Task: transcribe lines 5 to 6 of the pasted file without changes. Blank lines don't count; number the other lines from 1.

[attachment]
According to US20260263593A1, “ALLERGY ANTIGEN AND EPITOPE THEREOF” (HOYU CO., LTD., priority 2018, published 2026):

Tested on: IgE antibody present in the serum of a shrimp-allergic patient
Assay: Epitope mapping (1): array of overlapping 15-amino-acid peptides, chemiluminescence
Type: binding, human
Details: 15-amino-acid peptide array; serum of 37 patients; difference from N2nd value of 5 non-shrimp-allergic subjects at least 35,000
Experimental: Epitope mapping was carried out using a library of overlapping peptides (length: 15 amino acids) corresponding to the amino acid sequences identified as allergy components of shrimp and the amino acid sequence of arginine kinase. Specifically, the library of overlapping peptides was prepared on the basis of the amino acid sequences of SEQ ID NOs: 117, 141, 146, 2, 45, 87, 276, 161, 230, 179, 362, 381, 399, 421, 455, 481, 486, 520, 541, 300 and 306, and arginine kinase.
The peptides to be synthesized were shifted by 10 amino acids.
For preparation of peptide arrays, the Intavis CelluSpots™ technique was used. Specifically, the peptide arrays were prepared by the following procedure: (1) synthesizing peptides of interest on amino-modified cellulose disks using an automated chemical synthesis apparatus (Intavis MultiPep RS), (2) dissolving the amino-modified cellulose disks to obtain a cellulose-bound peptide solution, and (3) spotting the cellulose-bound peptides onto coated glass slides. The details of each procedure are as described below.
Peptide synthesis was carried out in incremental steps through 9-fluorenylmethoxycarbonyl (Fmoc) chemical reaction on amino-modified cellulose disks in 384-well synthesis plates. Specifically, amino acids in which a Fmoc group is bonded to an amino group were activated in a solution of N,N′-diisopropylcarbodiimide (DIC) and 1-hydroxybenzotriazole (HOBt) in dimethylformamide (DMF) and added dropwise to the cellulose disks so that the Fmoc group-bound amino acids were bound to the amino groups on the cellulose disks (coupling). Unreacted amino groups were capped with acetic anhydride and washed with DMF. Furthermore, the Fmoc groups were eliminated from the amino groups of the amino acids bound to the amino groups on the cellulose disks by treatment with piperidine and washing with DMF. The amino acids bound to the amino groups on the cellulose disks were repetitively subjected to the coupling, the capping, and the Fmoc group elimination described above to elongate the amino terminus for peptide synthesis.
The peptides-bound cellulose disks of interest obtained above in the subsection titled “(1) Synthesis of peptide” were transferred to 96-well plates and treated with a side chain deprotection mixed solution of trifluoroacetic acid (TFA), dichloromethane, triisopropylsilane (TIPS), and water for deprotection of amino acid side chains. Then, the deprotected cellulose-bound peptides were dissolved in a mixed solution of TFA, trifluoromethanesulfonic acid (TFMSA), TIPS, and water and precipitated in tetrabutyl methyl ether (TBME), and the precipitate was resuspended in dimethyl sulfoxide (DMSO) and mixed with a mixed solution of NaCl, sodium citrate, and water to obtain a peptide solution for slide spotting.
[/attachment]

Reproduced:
Details: 15-amino-acid peptide array; serum of 37 patients; difference from N2nd value of 5 non-shrimp-allergic subjects at least 35,000
Experimental: Epitope mapping was carried out using a library of overlapping peptides (length: 15 amino acids) corresponding to the amino acid sequences identified as allergy components of shrimp and the amino acid sequence of arginine kinase. Specifically, the library of overlapping peptides was prepared on the basis of the amino acid sequences of SEQ ID NOs: 117, 141, 146, 2, 45, 87, 276, 161, 230, 179, 362, 381, 399, 421, 455, 481, 486, 520, 541, 300 and 306, and arginine kinase.